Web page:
Basilar part of occipital bone

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Basilar part of occipital bone
Basilar part of occipital bone14.png
Occipital bone inner surface (basilar part is shown in red)
Parsbasilaris(young).PNG
Occipital bone outer surface, at birth (basilar part is at bottom)
Details
Latin Pars basilaris ossis occipitalis
Identifiers
Gray's p.132
Dorlands
/Elsevier
p_07/12616362
TA A02.1.04.005
FMA FMA:52858
Anatomical terms of bone

The basilar part of the occipital bone extends forward and upward from the foramen magnum, and presents in front an area more or less quadrilateral in outline.

In the young skull this area is rough and uneven, and is joined to the body of the sphenoid by a plate of cartilage.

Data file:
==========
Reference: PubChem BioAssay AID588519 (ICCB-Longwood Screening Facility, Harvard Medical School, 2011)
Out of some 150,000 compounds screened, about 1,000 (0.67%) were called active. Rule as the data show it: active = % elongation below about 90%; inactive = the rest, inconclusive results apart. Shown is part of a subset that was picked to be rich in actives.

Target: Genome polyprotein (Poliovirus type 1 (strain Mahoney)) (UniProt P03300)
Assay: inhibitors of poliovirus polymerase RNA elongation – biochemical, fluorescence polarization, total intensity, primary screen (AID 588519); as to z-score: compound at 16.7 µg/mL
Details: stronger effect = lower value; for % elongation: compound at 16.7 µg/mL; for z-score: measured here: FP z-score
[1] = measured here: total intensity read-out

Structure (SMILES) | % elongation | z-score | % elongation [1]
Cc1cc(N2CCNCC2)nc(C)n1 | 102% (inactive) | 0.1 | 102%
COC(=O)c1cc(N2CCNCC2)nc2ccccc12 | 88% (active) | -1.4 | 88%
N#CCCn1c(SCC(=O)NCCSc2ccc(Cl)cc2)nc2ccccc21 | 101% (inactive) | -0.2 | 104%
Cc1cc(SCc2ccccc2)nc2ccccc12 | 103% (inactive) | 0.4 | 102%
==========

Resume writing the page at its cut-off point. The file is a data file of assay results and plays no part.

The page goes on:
By the twenty-fifth year this cartilaginous plate is ossified, and the occipital and sphenoid form a continuous bone.

Surfaces[edit]

On its lower surface, about 1 cm. in front of the foramen magnum, is the pharyngeal tubercle which gives attachment to the fibrous raphé of the pharynx.

On either side of the middle line the Longus capitis and Rectus capitis anterior are inserted, and immediately in front of the foramen magnum the anterior atlantoöccipital membrane is attached.

The upper surface, constitutes the lower half of clivus, presents a broad, shallow groove which inclines upward and forward from the foramen magnum; it supports the medulla oblongata, and near the margin of the foramen magnum gives attachment to the membrana tectoria.

On the lateral margins of this surface are faint grooves for the inferior petrosal sinuses.

Additional images[edit]

References[edit]

This article incorporates text from a public domain edition of Gray's Anatomy.

External links[edit]